Let’s start with a quick overview of the history of ecosystems. The rationale for why you can gain a competitive edge through a business ecosystem is quite straightforward: a company’s competitive advantage depends, at least in part, on how effectively it co-opts the complementary capabilities, resources and knowledge of the network of firms, institutions and individuals that are around it. That ‘business ecosystem’, as James Moore described it in 1993, is a network of organisations and individuals that co-evolve their capabilities and roles and align their investments to create additional value and/or improve efficiency (Moore, 1993). This was not a new idea. The management of the Commons in mediaeval Britain was based on a network of such partnerships. These partnerships preserve individual incentives and a degree of autonomy. The system provides flexibility while enabling parties with complementary capabilities to jointly contribute to the creation of value. Studies of the woollen textile cluster in 14th Century Prato, Italy, estimated to involve in its time some 24,000 people, show how specific artisans and traders contributed to and leveraged the mutual strength of a network.
Many centuries later, leveraging a similar network propelled clothing companies such as Italy’s Benetton and Spain’s Zara into the global market.
These ecosystems often proved more effective than other forms of organisation. In a research project by the Environmental and Cultural Conservation in Inner Asia (ECCIA) from 1992 to 1995, satellite images were used to compare the amount of land degradation due to livestock grazing in the regions of Mongolia, Russia, and China. In Mongolia, where shepherds were permitted to move collectively between seasonal grazing pastures, degradation remained relatively low at approximately 9%. However, degradation in Russia and China, which implemented state-owned pastures involving immobile settlements, and in some cases privatisation by households, was much higher at around 75% and 33%. The collaborative effort on the part of the Mongolians proved much more efficient in preserving grazing land respectively (Ostrom, 1999).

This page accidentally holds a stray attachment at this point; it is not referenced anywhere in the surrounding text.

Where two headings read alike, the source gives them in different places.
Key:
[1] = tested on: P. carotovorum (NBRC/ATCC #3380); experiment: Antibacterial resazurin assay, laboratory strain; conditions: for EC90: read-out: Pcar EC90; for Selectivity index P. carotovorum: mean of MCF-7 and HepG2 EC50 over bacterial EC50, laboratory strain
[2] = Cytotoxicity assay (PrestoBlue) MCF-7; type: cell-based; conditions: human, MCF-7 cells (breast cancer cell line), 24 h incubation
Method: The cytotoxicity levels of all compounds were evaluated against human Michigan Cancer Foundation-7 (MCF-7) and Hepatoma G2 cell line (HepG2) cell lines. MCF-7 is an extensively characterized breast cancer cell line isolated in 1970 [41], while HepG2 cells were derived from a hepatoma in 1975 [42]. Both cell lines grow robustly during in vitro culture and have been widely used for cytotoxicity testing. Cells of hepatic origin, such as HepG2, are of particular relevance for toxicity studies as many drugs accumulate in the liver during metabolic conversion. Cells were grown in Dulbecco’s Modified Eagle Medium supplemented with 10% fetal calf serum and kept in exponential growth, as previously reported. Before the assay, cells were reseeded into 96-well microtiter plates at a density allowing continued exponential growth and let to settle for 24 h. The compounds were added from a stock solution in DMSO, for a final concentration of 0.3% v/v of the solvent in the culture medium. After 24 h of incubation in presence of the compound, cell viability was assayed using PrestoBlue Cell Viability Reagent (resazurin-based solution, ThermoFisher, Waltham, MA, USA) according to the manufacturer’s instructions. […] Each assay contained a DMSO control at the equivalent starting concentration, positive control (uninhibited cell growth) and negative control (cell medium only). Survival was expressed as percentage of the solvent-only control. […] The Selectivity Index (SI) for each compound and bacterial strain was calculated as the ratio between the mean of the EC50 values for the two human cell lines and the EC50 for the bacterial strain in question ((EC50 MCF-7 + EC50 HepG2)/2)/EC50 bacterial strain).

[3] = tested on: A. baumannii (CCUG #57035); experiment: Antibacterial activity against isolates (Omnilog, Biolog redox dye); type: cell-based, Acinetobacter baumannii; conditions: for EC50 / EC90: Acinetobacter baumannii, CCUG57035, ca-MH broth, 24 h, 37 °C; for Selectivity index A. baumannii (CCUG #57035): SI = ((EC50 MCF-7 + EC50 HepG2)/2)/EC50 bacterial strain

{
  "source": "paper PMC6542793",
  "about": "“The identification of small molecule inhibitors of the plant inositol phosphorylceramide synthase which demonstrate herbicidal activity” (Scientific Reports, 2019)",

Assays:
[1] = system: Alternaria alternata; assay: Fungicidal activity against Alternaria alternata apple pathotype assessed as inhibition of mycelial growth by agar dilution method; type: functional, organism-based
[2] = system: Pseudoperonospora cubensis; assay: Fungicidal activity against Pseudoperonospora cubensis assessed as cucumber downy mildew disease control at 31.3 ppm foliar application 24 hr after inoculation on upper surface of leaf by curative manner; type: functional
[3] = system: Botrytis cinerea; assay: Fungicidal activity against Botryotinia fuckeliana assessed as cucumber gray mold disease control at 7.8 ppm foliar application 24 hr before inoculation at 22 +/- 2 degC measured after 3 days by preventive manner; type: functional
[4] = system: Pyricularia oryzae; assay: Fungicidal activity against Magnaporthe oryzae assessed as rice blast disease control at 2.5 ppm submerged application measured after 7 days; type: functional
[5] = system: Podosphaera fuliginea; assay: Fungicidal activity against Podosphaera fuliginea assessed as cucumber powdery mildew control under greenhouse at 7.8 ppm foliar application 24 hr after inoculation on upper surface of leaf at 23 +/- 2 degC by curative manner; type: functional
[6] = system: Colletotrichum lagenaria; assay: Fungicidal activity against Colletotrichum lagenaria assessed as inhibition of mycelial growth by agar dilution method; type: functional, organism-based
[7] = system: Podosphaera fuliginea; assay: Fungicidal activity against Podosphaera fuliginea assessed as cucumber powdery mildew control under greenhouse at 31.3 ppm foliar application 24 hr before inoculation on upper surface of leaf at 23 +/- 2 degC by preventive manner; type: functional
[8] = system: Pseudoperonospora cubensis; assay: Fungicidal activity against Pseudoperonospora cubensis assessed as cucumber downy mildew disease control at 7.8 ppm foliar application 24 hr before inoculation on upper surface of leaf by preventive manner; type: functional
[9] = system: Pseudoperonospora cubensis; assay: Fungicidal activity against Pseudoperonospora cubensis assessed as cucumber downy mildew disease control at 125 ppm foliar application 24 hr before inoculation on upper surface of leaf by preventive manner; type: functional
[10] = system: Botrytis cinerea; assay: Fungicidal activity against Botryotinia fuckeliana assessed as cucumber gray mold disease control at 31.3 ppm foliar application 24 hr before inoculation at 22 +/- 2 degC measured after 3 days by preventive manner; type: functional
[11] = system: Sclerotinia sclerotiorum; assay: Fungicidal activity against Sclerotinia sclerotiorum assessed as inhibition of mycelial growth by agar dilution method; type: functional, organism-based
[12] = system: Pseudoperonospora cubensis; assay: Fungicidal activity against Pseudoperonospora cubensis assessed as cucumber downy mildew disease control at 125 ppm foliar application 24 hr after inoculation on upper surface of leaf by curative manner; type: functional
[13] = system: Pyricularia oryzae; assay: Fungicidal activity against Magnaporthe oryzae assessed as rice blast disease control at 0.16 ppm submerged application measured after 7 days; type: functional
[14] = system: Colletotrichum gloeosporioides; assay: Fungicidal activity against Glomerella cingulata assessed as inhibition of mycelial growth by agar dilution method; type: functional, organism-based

Geographic clusters are another type of organisation with a long history. Alfred Marshall mentioned them in his seminal ‘Principles of Economics’ published in 1890, where he characterised clusters as a ‘concentration of specialized industries localities’ that he termed ‘industrial districts’. He argued that concentrating industries in specific regions created four types of advantages: knowledge spill overs, a skilled labour pool, development of supporting industries, and sharing of resource inputs (Kazokawa, 2011). Since Porter’s Competitive Advantage of Nations (Porter, 1990), the term has been associated with an important element of dynamic industrial development in Central and North-Eastern Italy. There, after the Second World War, clusters of small and medium-sized enterprises (SME) experienced strong growth. One of the reasons that these industrial districts thrived in Italy was because they brought together in one place different firms engaged in producing a very specialised product.